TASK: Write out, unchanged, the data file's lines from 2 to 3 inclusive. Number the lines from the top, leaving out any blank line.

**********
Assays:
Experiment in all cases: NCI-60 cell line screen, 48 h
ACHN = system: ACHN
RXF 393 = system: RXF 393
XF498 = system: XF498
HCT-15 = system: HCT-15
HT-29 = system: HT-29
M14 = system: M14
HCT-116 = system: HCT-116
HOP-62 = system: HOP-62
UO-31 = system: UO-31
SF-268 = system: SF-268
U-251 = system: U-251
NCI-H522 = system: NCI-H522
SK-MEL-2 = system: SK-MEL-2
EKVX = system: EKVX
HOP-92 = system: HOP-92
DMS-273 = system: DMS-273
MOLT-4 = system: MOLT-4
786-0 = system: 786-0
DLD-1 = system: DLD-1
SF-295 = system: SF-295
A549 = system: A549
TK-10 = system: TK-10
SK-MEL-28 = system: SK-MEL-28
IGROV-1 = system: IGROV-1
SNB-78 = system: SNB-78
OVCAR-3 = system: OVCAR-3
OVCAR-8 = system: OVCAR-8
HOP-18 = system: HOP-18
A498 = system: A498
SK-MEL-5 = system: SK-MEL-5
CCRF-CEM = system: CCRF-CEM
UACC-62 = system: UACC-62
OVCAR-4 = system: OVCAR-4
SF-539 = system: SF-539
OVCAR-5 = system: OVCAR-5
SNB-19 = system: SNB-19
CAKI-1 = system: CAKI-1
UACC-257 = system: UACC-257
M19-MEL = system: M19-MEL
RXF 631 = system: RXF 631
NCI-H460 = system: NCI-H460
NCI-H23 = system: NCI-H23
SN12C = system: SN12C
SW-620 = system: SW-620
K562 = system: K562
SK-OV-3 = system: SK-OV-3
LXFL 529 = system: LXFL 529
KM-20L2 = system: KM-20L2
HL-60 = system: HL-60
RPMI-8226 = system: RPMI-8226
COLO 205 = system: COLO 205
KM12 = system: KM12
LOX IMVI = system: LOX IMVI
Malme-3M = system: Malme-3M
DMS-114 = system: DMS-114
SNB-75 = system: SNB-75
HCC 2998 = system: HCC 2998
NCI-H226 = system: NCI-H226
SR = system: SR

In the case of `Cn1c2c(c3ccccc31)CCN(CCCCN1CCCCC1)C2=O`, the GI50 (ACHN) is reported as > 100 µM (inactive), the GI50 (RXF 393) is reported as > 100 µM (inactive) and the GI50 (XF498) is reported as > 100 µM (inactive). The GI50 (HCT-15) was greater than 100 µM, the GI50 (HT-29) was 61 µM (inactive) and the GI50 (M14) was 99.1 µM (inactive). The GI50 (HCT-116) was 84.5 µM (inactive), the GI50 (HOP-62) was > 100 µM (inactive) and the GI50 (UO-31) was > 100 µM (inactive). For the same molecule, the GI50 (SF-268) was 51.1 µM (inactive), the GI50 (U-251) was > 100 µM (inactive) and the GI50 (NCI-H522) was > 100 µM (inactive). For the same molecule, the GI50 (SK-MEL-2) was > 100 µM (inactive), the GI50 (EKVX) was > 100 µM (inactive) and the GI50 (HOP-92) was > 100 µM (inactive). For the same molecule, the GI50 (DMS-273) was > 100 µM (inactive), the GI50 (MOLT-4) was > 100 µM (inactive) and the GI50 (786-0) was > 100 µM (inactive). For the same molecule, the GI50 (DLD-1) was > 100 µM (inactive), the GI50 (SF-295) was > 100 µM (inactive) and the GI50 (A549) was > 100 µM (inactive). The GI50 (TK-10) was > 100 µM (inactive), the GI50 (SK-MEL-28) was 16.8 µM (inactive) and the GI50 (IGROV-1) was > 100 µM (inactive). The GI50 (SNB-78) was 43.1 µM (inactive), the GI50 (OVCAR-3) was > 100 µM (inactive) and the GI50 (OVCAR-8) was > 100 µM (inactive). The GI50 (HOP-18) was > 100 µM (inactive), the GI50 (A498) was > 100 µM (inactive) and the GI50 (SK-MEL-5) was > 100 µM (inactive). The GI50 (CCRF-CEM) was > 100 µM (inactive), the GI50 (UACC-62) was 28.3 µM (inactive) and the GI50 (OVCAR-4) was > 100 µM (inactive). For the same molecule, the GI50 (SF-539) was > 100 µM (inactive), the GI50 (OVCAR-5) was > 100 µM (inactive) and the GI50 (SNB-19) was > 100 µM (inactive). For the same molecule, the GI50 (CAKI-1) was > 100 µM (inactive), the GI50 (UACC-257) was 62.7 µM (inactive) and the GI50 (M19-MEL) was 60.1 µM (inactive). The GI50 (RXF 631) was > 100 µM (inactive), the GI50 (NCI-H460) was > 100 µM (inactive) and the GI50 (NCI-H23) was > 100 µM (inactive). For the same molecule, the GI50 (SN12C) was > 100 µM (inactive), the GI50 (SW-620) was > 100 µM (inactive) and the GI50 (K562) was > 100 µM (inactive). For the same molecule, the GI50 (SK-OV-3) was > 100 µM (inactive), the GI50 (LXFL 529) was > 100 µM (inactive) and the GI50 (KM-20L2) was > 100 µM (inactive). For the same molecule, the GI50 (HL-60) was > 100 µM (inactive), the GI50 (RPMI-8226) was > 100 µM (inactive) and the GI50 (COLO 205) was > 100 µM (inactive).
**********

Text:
Experiment in all cases: NCI-60 cell line screen, 48 h
ACHN = system: ACHN